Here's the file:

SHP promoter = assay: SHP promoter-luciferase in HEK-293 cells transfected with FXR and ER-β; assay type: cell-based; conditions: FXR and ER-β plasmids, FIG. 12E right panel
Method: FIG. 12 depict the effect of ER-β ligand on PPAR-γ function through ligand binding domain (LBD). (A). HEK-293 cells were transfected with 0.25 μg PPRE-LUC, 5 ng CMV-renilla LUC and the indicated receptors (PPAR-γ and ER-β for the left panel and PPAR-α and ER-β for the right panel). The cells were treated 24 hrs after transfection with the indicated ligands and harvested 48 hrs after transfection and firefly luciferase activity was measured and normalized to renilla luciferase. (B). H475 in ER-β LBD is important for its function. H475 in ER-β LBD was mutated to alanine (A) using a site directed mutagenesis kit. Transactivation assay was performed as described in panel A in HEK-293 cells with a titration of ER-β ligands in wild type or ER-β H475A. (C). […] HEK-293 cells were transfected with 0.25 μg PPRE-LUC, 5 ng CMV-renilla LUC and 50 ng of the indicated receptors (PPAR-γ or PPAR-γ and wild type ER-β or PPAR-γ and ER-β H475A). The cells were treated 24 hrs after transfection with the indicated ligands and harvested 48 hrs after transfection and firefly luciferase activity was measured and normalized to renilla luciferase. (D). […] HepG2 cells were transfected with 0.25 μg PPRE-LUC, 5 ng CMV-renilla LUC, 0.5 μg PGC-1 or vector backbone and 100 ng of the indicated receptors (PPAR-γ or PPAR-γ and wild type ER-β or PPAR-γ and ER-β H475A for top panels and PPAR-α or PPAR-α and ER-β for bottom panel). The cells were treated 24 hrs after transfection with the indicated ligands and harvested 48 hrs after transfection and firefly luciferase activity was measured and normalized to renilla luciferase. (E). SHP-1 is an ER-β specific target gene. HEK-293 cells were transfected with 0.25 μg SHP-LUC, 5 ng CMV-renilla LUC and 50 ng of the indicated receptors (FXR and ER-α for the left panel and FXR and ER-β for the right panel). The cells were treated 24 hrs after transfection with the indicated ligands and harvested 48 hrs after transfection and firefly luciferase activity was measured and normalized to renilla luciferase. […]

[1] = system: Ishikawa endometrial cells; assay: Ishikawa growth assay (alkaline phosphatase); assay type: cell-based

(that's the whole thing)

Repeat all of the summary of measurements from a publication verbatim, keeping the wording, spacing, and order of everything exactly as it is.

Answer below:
SHP promoter = assay: SHP promoter-luciferase in HEK-293 cells transfected with FXR and ER-β; assay type: cell-based; conditions: FXR and ER-β plasmids, FIG. 12E right panel
Method: FIG. 12 depict the effect of ER-β ligand on PPAR-γ function through ligand binding domain (LBD). (A). HEK-293 cells were transfected with 0.25 μg PPRE-LUC, 5 ng CMV-renilla LUC and the indicated receptors (PPAR-γ and ER-β for the left panel and PPAR-α and ER-β for the right panel). The cells were treated 24 hrs after transfection with the indicated ligands and harvested 48 hrs after transfection and firefly luciferase activity was measured and normalized to renilla luciferase. (B). H475 in ER-β LBD is important for its function. H475 in ER-β LBD was mutated to alanine (A) using a site directed mutagenesis kit. Transactivation assay was performed as described in panel A in HEK-293 cells with a titration of ER-β ligands in wild type or ER-β H475A. (C). […] HEK-293 cells were transfected with 0.25 μg PPRE-LUC, 5 ng CMV-renilla LUC and 50 ng of the indicated receptors (PPAR-γ or PPAR-γ and wild type ER-β or PPAR-γ and ER-β H475A). The cells were treated 24 hrs after transfection with the indicated ligands and harvested 48 hrs after transfection and firefly luciferase activity was measured and normalized to renilla luciferase. (D). […] HepG2 cells were transfected with 0.25 μg PPRE-LUC, 5 ng CMV-renilla LUC, 0.5 μg PGC-1 or vector backbone and 100 ng of the indicated receptors (PPAR-γ or PPAR-γ and wild type ER-β or PPAR-γ and ER-β H475A for top panels and PPAR-α or PPAR-α and ER-β for bottom panel). The cells were treated 24 hrs after transfection with the indicated ligands and harvested 48 hrs after transfection and firefly luciferase activity was measured and normalized to renilla luciferase. (E). SHP-1 is an ER-β specific target gene. HEK-293 cells were transfected with 0.25 μg SHP-LUC, 5 ng CMV-renilla LUC and 50 ng of the indicated receptors (FXR and ER-α for the left panel and FXR and ER-β for the right panel). The cells were treated 24 hrs after transfection with the indicated ligands and harvested 48 hrs after transfection and firefly luciferase activity was measured and normalized to renilla luciferase. […]

[1] = system: Ishikawa endometrial cells; assay: Ishikawa growth assay (alkaline phosphatase); assay type: cell-based